Exploring the Art of Being ‘In the Zone’ – A Buddhist Perspective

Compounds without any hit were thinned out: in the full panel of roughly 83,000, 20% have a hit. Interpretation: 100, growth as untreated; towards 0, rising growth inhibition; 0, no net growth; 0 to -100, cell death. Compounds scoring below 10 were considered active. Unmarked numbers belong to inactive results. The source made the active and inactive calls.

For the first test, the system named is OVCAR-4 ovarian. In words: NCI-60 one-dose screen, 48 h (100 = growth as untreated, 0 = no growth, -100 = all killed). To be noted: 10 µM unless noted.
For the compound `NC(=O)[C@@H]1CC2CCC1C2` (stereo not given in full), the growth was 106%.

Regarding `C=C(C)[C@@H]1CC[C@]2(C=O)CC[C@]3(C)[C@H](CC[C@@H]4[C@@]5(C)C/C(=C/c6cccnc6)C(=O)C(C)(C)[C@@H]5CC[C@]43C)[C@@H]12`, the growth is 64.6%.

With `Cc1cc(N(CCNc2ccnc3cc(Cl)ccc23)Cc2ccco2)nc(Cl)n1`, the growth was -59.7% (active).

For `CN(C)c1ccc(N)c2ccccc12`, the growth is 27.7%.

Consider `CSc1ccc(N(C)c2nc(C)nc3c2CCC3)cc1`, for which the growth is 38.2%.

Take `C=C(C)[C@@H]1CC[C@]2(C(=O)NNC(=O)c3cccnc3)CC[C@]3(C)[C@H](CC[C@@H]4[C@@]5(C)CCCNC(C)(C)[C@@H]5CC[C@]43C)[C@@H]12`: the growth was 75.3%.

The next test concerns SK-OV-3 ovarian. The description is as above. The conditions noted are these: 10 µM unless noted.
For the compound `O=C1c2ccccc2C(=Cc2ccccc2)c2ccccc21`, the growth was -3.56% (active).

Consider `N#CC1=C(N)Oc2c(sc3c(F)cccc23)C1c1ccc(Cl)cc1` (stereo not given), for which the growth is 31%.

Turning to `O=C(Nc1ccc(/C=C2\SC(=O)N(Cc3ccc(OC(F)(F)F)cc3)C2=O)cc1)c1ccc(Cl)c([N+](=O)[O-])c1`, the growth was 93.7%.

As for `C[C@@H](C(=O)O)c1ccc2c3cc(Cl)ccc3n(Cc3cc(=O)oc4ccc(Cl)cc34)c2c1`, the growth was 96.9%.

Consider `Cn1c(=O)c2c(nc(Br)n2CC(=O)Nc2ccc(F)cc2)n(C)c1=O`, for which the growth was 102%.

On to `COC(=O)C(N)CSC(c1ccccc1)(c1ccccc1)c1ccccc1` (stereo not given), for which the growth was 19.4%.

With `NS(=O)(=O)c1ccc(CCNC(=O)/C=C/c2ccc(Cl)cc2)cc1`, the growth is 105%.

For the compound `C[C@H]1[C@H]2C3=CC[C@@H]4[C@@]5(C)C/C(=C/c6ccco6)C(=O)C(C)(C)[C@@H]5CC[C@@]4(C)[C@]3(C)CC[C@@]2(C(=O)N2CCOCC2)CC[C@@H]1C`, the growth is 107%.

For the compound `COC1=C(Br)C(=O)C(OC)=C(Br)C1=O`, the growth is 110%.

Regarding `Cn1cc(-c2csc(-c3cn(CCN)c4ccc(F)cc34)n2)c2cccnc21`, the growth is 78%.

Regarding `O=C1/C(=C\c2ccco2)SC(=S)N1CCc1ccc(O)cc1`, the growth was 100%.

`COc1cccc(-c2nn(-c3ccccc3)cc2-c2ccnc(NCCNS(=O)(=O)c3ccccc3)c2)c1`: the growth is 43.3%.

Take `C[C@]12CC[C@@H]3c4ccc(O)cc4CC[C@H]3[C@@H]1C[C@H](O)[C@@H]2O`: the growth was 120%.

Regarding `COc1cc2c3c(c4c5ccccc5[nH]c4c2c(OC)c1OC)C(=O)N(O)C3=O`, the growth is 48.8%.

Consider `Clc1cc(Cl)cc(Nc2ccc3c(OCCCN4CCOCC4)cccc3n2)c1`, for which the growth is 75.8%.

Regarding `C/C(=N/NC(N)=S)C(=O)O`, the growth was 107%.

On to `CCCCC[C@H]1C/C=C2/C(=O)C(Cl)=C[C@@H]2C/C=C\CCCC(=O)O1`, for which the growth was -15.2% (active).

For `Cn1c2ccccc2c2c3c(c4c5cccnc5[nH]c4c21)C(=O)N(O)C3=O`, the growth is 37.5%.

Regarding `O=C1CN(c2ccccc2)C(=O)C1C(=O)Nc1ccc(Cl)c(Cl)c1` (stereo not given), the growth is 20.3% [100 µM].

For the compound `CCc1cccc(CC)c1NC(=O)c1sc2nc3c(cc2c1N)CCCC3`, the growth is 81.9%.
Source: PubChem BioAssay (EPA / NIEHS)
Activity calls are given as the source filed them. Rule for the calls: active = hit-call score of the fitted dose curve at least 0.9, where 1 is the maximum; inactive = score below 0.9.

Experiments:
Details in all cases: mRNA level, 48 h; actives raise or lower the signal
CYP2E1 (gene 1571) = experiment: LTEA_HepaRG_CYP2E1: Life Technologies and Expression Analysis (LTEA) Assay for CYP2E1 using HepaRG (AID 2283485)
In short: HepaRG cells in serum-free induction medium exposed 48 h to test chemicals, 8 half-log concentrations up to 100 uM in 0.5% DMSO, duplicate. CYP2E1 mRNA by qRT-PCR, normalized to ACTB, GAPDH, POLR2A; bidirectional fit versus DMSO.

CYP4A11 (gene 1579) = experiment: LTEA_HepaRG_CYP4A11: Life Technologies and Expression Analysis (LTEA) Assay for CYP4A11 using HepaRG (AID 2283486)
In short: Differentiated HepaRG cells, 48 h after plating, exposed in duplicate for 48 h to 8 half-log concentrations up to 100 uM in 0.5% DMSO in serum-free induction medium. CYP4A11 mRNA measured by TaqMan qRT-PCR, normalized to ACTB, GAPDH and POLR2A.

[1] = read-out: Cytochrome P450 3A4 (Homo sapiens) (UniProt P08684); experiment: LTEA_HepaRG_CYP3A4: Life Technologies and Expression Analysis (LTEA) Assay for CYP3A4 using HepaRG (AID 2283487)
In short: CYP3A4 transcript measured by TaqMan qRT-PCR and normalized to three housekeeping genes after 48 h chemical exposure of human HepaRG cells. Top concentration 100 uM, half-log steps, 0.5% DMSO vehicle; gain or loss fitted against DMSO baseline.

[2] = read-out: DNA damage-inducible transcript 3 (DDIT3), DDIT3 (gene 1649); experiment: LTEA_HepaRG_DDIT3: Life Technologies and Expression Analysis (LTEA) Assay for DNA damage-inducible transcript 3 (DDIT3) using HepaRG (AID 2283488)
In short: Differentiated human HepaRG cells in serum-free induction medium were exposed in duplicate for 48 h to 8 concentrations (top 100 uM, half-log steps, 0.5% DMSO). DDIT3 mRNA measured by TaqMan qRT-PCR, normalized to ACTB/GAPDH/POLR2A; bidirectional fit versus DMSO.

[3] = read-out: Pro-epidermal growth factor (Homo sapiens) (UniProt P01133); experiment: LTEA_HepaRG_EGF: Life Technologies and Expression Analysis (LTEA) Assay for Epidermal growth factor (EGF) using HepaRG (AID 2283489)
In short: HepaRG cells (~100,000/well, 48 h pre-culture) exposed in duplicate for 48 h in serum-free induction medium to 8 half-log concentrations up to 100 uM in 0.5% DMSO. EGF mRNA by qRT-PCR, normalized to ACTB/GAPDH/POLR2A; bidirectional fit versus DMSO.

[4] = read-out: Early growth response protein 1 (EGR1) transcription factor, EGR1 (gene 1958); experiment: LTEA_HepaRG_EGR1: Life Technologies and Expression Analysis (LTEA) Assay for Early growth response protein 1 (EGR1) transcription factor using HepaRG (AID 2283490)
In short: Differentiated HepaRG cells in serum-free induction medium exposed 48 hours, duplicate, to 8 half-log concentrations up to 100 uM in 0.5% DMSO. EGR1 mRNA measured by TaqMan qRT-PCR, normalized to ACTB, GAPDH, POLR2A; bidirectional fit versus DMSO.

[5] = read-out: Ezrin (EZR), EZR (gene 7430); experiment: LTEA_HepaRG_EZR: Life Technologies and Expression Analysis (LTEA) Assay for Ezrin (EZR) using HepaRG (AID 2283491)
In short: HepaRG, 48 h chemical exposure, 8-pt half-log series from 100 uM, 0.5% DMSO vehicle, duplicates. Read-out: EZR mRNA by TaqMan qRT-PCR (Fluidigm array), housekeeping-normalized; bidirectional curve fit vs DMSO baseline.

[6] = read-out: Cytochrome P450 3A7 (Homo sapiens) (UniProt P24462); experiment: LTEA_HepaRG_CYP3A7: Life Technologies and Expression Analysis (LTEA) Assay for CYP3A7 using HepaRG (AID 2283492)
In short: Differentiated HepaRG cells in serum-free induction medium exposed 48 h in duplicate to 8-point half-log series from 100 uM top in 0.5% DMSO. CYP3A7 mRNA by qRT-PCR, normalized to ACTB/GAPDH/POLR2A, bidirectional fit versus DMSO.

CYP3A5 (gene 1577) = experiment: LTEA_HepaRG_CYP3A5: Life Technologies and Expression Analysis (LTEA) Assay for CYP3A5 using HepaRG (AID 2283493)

Coined by Mihaly Csikszentmihalyi (1975), the concept of Flow or ‘In the Zone’ is defined as a fully immersed, pleasurable experiential state that occurs when an individual is fully absorbed in the process of an activity. The experience of flow to be influential in the development of an individual requires an ongoing balance of challenge and skill, immediate feedback and clear goals. Since our self-image is a psychological construct, it requires effort and time to build, develop and maintain a skill. Buddhism as a religion was originated in India 2,500 years ago. Studies in positive psychology, neuroscience and cognitive science have yielded numerous findings from this ancient wisdom tradition, both collectively and personally, that can contribute to the improvement of our world. The principles of flow as listed by Csikszentmihalyi can be observed in the scriptures of Buddhism - attention to the present moment, decreased attachment to self and cultivation of calm emotions. Cultivating mindfulness, attention with practice, is likely to increase an individual’s chances of experiencing flow state. During the flow state, a sense of self disappears yet there is a vivid feeling of experiencing present moment. Paradoxically, there is an experience of ‘no self’ and ‘only self’ referred in Zen Buddhism as ‘not two but one self.’ This concept was further termed as Mindflow. The present study aims to explore the concept of flow, it’s components and their connection with respect to the concepts in Buddhism and most importantly, how can one cultivate the art of flow.
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